Micractinium pusillum (Fresenius, 1858)
Most likely ID: n.a.
Synonym: n. a.
Phylogenetic tree: Micractinium pusillum
- conoebia cuboid or polyhedral
- colonies with 4–32 cells
- cells spherically, 3–13 µm in diameter, commonly 7–13 µm
- cell wall smooth, bearing 2–8 hollow bristles
- bristles 12–100 µm long, 0.5–2.5 µm wide, sometimes wider at base
- one parietal chloroplast
- one pyrenoid
- nucleus central
- planktonic lifestyle
Micractinium pusillum is common in all of my sites, which allow for a planktonic lifestyle. This alga is especially common in the heavily eutrophic pond of waste disposal company Constance. Colonies are easily identified by their long, hollow bristles. These sit on the outer surface of the cell wall, but do not appear to be firmly attached to it. Slight mechanical force causes them to break away from it. In my populations I could also observe a basal broadening of the bristles. The cells are of the chlorella type, i.e. with a simple parietal chloroplast, a pyrenoid and the centrally located nucleus.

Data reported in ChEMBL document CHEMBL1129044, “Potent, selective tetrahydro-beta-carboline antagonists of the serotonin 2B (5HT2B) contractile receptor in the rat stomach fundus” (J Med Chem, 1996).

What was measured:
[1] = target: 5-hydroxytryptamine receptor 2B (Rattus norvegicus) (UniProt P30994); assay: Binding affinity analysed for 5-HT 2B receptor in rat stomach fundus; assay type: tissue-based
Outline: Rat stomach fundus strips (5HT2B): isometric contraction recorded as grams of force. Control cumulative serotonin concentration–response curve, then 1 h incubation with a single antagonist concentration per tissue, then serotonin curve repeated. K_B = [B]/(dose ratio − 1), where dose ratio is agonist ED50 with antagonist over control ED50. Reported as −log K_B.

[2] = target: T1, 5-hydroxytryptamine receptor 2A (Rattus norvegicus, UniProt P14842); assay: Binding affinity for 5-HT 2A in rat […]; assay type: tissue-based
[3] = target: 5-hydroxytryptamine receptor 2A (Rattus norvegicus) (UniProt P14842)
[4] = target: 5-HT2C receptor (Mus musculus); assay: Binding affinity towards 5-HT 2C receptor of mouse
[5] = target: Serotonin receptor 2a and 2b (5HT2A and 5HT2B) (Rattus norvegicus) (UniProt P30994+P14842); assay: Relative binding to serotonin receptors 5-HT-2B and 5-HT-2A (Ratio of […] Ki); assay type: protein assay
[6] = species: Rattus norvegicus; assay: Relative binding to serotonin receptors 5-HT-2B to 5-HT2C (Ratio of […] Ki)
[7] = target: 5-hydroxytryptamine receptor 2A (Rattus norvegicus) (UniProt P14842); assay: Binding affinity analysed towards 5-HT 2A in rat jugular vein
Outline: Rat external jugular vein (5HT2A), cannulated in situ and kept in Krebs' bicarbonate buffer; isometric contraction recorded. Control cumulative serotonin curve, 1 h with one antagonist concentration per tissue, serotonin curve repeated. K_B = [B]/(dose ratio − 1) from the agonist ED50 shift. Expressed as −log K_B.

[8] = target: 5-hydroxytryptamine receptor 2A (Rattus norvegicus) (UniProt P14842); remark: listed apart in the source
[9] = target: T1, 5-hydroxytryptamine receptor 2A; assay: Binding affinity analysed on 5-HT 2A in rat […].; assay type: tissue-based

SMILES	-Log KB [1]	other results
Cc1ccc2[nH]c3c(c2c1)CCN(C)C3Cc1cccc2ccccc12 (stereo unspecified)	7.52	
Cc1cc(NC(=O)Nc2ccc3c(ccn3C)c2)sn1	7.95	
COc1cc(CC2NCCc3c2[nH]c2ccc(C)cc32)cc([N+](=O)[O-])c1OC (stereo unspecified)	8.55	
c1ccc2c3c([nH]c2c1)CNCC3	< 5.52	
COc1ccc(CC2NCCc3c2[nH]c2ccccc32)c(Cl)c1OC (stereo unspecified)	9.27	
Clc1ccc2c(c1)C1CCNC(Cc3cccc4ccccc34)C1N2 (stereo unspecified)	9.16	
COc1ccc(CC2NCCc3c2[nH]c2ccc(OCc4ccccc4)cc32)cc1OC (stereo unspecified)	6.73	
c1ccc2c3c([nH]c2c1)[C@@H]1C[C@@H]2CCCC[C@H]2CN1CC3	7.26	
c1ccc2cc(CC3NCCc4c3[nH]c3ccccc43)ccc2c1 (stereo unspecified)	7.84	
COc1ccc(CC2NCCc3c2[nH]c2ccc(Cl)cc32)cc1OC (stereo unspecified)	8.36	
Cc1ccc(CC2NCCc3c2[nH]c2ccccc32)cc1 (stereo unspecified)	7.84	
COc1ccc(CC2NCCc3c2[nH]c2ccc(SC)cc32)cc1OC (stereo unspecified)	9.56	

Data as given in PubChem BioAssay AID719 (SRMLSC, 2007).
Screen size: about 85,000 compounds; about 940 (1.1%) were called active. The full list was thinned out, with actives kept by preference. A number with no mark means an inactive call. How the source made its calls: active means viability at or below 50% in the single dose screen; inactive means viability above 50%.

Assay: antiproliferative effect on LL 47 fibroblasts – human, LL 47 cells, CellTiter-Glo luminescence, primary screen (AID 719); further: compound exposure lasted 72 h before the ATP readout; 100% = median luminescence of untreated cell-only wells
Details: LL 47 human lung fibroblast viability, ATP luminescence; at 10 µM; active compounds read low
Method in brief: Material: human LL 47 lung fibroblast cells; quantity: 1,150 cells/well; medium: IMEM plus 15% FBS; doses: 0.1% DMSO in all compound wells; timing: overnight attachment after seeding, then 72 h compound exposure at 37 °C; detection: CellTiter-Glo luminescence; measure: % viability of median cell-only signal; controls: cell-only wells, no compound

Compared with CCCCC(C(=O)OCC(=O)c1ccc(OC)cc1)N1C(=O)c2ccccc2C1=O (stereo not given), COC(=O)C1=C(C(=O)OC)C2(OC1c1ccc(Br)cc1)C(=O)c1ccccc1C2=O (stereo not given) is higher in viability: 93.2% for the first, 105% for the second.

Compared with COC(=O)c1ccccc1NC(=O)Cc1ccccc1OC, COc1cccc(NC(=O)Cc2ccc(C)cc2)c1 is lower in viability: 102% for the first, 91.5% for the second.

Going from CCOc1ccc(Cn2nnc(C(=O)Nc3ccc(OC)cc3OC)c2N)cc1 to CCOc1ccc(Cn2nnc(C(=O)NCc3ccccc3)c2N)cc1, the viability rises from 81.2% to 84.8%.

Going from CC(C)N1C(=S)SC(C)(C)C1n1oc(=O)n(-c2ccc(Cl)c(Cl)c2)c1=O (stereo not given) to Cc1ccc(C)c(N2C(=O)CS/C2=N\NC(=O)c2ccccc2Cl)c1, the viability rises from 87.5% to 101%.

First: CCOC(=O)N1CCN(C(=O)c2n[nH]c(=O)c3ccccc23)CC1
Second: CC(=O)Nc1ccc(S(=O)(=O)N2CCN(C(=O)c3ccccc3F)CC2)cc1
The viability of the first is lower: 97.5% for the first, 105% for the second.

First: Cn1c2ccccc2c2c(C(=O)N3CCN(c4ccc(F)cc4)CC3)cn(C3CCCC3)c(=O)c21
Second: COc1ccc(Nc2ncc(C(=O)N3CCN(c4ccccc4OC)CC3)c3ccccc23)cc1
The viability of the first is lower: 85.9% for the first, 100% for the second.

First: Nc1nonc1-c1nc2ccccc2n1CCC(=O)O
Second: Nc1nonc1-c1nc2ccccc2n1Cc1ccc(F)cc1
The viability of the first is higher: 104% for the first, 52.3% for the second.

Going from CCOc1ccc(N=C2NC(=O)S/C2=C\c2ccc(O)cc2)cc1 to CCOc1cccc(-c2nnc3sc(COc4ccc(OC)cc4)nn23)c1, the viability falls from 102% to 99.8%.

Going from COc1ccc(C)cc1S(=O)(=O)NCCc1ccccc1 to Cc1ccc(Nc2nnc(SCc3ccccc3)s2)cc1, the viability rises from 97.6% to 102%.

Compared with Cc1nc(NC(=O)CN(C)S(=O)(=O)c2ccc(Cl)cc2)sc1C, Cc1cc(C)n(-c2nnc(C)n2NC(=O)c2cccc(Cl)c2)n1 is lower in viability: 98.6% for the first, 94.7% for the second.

Fig. 1 a-b: Micractinium pusillum. D = 7–8 µm. Two focal planes of a slightly squashed colony. Obj. 100 X.
Fig. 2: Micractinium pusillum. D = 7–8 µm. The cells of the colony shown in fig. 1 in detail. Chl = chloroplast, HB = hollow bristles, Nu = nucleus, PY = pyrenoid covered with starch grains. Obj. 100 X.